Opinion / 30 December 2019, 6:00pm / John Mc Loughlin
CAPE TOWN – The dialogue has already changed drastically from security products and services to new innovations being used by cyber criminals. To prevent being the next victim, one needs to become part of this narrative.
Regardless of what defensive measures security experts put in place, attackers are always capable of circumventing them. There is no company too big or too small to fall victim to a cybercrime and there is no industry that is immune to attack. There is always someone trying to steal company data.
Cyber criminals are constantly infiltrating networks and accessing large volumes of data, putting millions of people at risk. The threats are real and the attackers are ready to attack. However, something stands between them and their prize.
Understanding typical threats and how they have evolved over time, and also which tactics are most likely to be used, can help business leaders manage the risks more effectively and efficiently.
Valuable data migrates as companies move to more affordable cloud-based solutions and cybercriminals then simply move their focus and change their tactics to find and steal the most valuable data. As a result, there has been a corresponding increase in hacking of cloud- based email accounts by using stolen credentials.
It does not mean cloud-based services are less secure, often they are simply not correctly configured to provide resilience to attack. Phishing attacks, credential theft and configuration errors are merely a by-product of this transition process.
Global spending on cybersecurity for 2019 will be in excess of USD $100-billion, this is according to International Data Corporation (IDC). This is an increase of 9.4% over 2018 and it will continue to grow exponentially with new ransomware attacks occurring nearly every 14 seconds.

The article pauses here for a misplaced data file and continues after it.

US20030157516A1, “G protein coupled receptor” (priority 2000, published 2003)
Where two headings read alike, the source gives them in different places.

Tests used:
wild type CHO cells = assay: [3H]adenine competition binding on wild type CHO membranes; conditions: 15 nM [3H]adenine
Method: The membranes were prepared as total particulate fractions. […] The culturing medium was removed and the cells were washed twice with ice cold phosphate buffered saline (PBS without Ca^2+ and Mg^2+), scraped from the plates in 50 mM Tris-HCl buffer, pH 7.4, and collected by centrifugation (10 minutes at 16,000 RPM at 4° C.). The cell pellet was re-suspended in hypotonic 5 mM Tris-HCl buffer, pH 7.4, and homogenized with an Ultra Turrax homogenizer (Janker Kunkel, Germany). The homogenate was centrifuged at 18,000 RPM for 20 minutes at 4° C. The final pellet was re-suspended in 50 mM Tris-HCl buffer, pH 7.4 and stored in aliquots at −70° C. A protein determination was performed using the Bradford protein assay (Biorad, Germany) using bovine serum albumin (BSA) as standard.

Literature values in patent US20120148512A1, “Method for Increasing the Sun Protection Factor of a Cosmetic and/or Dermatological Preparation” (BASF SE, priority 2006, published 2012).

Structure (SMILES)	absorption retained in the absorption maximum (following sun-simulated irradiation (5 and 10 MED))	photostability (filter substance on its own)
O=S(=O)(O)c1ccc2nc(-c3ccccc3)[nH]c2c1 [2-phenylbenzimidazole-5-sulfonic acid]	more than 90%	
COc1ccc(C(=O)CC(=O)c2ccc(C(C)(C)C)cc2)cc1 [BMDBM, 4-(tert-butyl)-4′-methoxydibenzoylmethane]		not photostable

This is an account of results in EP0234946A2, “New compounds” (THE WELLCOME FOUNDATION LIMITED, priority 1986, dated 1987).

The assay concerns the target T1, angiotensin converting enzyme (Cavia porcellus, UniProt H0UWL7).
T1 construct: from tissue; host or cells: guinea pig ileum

The security landscape is changing rapidly and companies are struggling to maintain their own in-house security solutions and staff. As a result, they are turning to managed security service providers (MSSPs) to provide a range of security services including predictive threat intelligence and advanced detection.
They really need expert assistance, it is crucial to overcome the security challenges of today as well as prepare them for future attacks. IT decision makers really need to understand the scope and direction of security-related spending today and over the next five years.
Cybersecurity experts may feel attackers are outpacing efforts to stop them, but they have several powerful tools to deploy. The most important defense is knowledge, insight and understanding of the threats they face. Business leaders can take crucial steps to mitigate them and MSSP's can play an important role in providing up-to-date knowledge.
Most security breaches are a result of poor hygiene and a lack of attention to detail. Companies must clean up human error as far as possible and then more importantly, establish an asset and security baseline around internet-facing assets like web servers and cloud services.
Sophisticated code can now capture data entered into web forms, businesses need to consider adding file integrity monitoring on payment sites. They should also add patches to operating systems and coding payment applications.
Security staff should also track insider behaviour by monitoring usage and logging access to sensitive data. They must also make it very clear to all personnel that it is easy to identify fraudulent transactions.
Companies must use strong authentication on all customer facing applications, any remote access and cloud-based email. Multi-factor authentication (MFA) is an extra layer of security so companies should use it.
Finally, social engineering attacks are effective ways to capture personal information, companies should monitor all email for links and executables. Also, teach staff how to identify attacks and rewards your users for reporting phishing and fraud. If your trusted people do not know what they need to look out, how can we expect them to know.
John Mc Loughlin is a cybersecurity expert and chief executive of J2 Software.